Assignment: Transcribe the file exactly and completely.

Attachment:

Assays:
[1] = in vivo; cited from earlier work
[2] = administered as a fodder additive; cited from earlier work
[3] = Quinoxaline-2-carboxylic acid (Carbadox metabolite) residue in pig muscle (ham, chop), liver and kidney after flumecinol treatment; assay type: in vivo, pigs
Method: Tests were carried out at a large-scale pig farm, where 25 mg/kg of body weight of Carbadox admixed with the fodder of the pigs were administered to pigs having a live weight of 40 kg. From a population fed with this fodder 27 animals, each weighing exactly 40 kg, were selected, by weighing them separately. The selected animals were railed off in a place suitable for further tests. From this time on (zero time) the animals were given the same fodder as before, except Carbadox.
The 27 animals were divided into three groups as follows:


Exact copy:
Assays:
[1] = in vivo; cited from earlier work
[2] = administered as a fodder additive; cited from earlier work
[3] = Quinoxaline-2-carboxylic acid (Carbadox metabolite) residue in pig muscle (ham, chop), liver and kidney after flumecinol treatment; assay type: in vivo, pigs
Method: Tests were carried out at a large-scale pig farm, where 25 mg/kg of body weight of Carbadox admixed with the fodder of the pigs were administered to pigs having a live weight of 40 kg. From a population fed with this fodder 27 animals, each weighing exactly 40 kg, were selected, by weighing them separately. The selected animals were railed off in a place suitable for further tests. From this time on (zero time) the animals were given the same fodder as before, except Carbadox.
The 27 animals were divided into three groups as follows: